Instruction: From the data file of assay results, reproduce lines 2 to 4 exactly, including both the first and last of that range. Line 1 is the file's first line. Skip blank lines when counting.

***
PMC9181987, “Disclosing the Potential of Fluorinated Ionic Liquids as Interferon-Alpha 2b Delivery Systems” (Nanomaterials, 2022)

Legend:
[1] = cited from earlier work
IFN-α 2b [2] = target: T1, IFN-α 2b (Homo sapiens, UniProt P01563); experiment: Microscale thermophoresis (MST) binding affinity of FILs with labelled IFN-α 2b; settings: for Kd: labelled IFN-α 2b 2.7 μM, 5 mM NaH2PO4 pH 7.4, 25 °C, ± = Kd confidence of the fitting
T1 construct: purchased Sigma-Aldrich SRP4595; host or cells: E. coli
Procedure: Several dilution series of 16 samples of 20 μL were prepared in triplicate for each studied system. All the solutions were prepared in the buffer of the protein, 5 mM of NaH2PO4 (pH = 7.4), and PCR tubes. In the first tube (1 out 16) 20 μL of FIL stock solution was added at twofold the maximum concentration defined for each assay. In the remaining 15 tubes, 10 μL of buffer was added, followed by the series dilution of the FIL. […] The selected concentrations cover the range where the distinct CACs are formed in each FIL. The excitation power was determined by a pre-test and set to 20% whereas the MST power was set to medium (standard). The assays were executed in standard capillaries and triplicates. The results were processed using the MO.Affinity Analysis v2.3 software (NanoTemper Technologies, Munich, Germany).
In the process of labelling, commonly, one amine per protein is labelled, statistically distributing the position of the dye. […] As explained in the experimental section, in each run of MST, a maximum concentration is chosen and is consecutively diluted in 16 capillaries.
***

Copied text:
Legend:
[1] = cited from earlier work
IFN-α 2b [2] = target: T1, IFN-α 2b (Homo sapiens, UniProt P01563); experiment: Microscale thermophoresis (MST) binding affinity of FILs with labelled IFN-α 2b; settings: for Kd: labelled IFN-α 2b 2.7 μM, 5 mM NaH2PO4 pH 7.4, 25 °C, ± = Kd confidence of the fitting